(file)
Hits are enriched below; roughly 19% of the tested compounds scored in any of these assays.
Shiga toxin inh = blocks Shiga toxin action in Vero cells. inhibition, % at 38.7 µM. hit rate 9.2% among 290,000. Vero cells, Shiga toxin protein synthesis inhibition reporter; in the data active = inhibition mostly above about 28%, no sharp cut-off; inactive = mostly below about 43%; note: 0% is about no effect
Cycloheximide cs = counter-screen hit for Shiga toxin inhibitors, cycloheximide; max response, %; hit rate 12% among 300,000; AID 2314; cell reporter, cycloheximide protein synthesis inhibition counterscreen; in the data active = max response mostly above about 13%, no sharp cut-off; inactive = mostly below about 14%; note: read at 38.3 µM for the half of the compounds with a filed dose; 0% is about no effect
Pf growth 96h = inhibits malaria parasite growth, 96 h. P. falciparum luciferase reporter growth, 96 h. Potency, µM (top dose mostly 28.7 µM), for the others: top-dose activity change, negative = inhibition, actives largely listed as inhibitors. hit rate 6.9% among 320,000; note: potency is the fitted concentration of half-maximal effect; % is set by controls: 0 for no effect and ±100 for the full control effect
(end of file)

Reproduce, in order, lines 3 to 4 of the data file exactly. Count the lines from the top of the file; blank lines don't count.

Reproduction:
Cycloheximide cs = counter-screen hit for Shiga toxin inhibitors, cycloheximide; max response, %; hit rate 12% among 300,000; AID 2314; cell reporter, cycloheximide protein synthesis inhibition counterscreen; in the data active = max response mostly above about 13%, no sharp cut-off; inactive = mostly below about 14%; note: read at 38.3 µM for the half of the compounds with a filed dose; 0% is about no effect
Pf growth 96h = inhibits malaria parasite growth, 96 h. P. falciparum luciferase reporter growth, 96 h. Potency, µM (top dose mostly 28.7 µM), for the others: top-dose activity change, negative = inhibition, actives largely listed as inhibitors. hit rate 6.9% among 320,000; note: potency is the fitted concentration of half-maximal effect; % is set by controls: 0 for no effect and ±100 for the full control effect